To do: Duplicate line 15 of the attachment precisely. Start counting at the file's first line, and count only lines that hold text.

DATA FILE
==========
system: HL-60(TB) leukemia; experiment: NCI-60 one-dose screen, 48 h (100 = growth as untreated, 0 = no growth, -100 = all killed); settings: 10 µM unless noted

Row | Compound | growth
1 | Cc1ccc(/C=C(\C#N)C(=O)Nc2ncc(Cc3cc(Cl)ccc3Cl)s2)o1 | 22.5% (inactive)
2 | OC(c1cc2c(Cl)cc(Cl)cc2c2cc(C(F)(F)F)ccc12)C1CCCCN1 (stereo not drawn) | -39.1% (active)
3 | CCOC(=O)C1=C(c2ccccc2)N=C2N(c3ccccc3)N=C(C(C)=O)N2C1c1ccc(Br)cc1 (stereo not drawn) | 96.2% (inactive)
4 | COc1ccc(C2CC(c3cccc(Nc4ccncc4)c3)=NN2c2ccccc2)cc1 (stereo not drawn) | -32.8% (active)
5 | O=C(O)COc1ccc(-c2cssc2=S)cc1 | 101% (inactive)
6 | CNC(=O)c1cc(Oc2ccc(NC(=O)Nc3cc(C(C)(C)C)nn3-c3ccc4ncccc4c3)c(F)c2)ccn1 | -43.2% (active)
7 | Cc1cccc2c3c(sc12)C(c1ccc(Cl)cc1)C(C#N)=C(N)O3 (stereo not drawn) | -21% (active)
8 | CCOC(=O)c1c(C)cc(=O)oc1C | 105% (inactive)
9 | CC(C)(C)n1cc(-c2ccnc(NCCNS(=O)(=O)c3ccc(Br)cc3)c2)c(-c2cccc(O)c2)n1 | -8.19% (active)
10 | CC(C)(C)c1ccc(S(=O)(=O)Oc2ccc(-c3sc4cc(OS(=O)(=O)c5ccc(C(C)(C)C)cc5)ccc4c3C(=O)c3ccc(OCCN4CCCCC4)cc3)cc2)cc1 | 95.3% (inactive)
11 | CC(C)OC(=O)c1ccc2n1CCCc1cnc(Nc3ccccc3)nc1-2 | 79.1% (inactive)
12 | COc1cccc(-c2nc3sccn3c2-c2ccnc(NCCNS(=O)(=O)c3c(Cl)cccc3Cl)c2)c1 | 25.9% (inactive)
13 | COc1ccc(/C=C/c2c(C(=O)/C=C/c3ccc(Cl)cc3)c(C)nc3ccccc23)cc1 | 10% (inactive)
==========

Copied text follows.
13 | COc1ccc(/C=C/c2c(C(=O)/C=C/c3ccc(Cl)cc3)c(C)nc3ccccc23)cc1 | 10% (inactive)